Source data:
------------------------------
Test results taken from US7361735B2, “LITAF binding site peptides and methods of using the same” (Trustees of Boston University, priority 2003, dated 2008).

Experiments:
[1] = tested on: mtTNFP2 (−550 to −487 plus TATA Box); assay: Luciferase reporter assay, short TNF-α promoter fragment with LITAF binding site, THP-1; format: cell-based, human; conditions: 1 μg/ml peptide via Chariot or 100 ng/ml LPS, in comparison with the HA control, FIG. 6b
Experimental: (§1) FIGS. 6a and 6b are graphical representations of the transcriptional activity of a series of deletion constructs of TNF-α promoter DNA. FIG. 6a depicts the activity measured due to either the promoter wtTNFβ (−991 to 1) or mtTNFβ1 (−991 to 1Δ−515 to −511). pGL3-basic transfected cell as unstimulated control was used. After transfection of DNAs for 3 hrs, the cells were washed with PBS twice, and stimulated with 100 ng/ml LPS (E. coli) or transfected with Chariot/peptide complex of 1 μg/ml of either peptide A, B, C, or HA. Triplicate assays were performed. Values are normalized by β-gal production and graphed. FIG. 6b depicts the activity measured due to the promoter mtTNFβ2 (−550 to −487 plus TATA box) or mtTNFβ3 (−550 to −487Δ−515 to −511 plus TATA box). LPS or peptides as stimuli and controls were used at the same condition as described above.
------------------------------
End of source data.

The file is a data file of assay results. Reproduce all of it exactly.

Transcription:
Test results taken from US7361735B2, “LITAF binding site peptides and methods of using the same” (Trustees of Boston University, priority 2003, dated 2008).

Experiments:
[1] = tested on: mtTNFP2 (−550 to −487 plus TATA Box); assay: Luciferase reporter assay, short TNF-α promoter fragment with LITAF binding site, THP-1; format: cell-based, human; conditions: 1 μg/ml peptide via Chariot or 100 ng/ml LPS, in comparison with the HA control, FIG. 6b
Experimental: (§1) FIGS. 6a and 6b are graphical representations of the transcriptional activity of a series of deletion constructs of TNF-α promoter DNA. FIG. 6a depicts the activity measured due to either the promoter wtTNFβ (−991 to 1) or mtTNFβ1 (−991 to 1Δ−515 to −511). pGL3-basic transfected cell as unstimulated control was used. After transfection of DNAs for 3 hrs, the cells were washed with PBS twice, and stimulated with 100 ng/ml LPS (E. coli) or transfected with Chariot/peptide complex of 1 μg/ml of either peptide A, B, C, or HA. Triplicate assays were performed. Values are normalized by β-gal production and graphed. FIG. 6b depicts the activity measured due to the promoter mtTNFβ2 (−550 to −487 plus TATA box) or mtTNFβ3 (−550 to −487Δ−515 to −511 plus TATA box). LPS or peptides as stimuli and controls were used at the same condition as described above.